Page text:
Not much made sense for Newcastle yesterday. They maintained their three-point lead at the top of the Championship, and yet were booed off. With second-placed West Bromwich Albion having been held to a draw at Preston earlier in the day, there was a distinct sense of an opportunity missed.
They didn't play well, and yet dominated the game. They had enough chances to have won three games, and yet drew. And, 17 years after he announced his arrival as manager with a 3-0 win against the same opposition, the spectre of Kevin Keegan again stalked St James' Park.
Few fans seemed to begrudge him the £2 million compensation he was awarded this week. Perhaps strangely, though, there were no obvious manifestations of anger towards the club's owner, Mike Ashley, despite Keegan's statement that he had resigned because he could not countenance signing Ignacio Gonzalez on loan as a favour to an agent.
Whatever the club's off-field problems – and Ashley admitted last week that Keegan's compensation claim against the club could have sent them into administration – they still have probably the strongest squad in the division. All of their starting line-up, and three of the substitutes yesterday, have significant Premier League experience, which for most of them goes beyond sleepwalking to relegation last season.
Confidence, though, clearly remains fragile. They began both halves with a sense of purpose that suggested a team about to brush their opponents aside, but when the expected goal failed to arrive – thanks to a combination of individual errors, fine goalkeeping, misfortune and a refereeing decision that seemed bewildering to at least 40,000 inside St James' – self-belief began to wane. Passes were misplaced, moves became either hurried or over-elaborate and anxiety reigned. Still, that does not alter the fact that Bristol City, sweetly though they held possession at times, could have been well beaten, and offered next to nothing as an attacking threat.
"That's an extremely good point," said the City manager, Gary Johnson. "The boys threw themselves in front of things, put their bodies on the line, and when they got past them they couldn't get past our goalkeeper."
Marlon Harewood, running on to a Peter Lovenkrands flick, hit a post after eight minutes. Steven Taylor and Kevin Nolan hit the bar in the same move with 20 minutes to go.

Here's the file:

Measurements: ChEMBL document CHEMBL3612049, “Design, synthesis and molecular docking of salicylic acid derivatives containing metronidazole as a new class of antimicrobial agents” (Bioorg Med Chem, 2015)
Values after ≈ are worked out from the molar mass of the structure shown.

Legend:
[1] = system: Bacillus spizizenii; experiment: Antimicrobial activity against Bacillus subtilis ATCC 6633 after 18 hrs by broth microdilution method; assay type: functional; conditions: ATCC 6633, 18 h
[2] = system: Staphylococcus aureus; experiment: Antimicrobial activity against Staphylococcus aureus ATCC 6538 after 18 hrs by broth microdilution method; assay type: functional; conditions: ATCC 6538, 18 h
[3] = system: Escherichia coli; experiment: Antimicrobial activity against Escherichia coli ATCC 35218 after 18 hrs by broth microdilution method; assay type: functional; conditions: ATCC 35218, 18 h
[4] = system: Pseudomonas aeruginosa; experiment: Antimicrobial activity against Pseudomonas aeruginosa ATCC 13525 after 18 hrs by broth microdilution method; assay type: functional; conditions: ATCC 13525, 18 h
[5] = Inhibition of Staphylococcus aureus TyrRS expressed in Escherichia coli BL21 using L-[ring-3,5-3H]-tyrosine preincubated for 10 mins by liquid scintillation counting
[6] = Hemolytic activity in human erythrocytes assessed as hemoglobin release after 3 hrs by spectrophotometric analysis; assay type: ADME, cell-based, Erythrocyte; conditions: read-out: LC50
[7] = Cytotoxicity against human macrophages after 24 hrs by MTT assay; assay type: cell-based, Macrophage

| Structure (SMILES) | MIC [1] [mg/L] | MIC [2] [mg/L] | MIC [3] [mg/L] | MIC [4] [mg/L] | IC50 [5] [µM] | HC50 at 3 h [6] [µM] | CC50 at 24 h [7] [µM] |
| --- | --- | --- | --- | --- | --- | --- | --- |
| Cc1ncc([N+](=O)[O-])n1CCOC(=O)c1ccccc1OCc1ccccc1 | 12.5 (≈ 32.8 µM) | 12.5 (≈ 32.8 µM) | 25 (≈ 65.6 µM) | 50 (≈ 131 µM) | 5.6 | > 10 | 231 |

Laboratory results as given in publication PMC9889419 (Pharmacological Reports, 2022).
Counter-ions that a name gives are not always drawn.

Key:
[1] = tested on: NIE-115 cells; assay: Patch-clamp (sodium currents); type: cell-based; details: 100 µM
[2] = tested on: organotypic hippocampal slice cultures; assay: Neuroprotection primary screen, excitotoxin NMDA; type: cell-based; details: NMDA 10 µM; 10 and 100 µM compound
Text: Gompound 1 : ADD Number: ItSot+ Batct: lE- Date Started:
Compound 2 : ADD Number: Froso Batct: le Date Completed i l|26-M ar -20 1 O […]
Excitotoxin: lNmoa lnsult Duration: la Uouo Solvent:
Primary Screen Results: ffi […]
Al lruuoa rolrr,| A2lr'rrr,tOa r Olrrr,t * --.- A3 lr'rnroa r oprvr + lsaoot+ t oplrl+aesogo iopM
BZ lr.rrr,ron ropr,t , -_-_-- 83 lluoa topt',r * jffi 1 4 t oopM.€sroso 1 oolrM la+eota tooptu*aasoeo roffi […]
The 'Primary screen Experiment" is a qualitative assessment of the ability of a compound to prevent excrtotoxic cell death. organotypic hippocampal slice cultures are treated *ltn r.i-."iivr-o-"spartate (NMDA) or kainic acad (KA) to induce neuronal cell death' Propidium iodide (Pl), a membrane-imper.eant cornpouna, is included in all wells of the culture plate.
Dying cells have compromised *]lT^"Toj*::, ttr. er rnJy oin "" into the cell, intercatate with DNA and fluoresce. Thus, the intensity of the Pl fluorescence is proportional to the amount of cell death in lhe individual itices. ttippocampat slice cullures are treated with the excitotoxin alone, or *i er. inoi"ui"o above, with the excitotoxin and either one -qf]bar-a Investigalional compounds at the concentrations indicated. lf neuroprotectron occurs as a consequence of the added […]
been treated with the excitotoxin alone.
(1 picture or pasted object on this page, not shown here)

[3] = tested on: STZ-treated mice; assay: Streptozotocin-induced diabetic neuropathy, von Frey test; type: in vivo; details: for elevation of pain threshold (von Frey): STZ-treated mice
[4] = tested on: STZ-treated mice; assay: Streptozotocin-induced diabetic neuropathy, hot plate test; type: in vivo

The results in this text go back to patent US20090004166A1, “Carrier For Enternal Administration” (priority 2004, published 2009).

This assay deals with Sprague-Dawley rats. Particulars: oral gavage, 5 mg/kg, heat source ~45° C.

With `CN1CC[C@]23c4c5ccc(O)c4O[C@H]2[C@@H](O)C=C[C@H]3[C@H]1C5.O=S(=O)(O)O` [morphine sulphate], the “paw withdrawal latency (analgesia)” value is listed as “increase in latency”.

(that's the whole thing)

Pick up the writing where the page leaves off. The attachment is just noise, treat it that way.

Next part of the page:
The City goalkeeper, Dean Gerken, playing only because of a groin injury to Adriano Basso in the warm-up, produced fine saves to keep out Danny Guthrie's volley then Kevin Nolan's header just before the hour.
"It was very frustrating,"said Chris Hughton, the Newcastle manager. "But I couldn't fault the manner of it, in particular in the second half."
It all began to feel a little ridiculous, and it became even more so when Harewood, having turned inside Jamie McCombe, appeared to have his standing leg swept away. The referee, Graham Salisbury, denied the penalty.
"For me it's an absolute certain penalty," Hughton said. "Some penalties you're not sure whether the ref's going to give it but there my first impression was just to wait for him to give it. There are two officials out there and whatever blame we put on the referee, we put more on the linesman because he's closer."
Even Johnson seemed to accept that the penalty should have been given. "I must admit my heart was in my mouth," he said. "The lads felt there was a bit of contact but maybe he was already starting to go down."
As though the weather itself had been startled by the absurdity of it all, rain began to fall from a perfectly blue sky and a full rainbow briefly arched above the East Stand. It seemed less the promise of a new future than a poignant emblem of the passing of the optimism Keegan brought to the club. When a settlement on costs for his legal action is reached this week, his association with the club will be completely severed. That dream is over.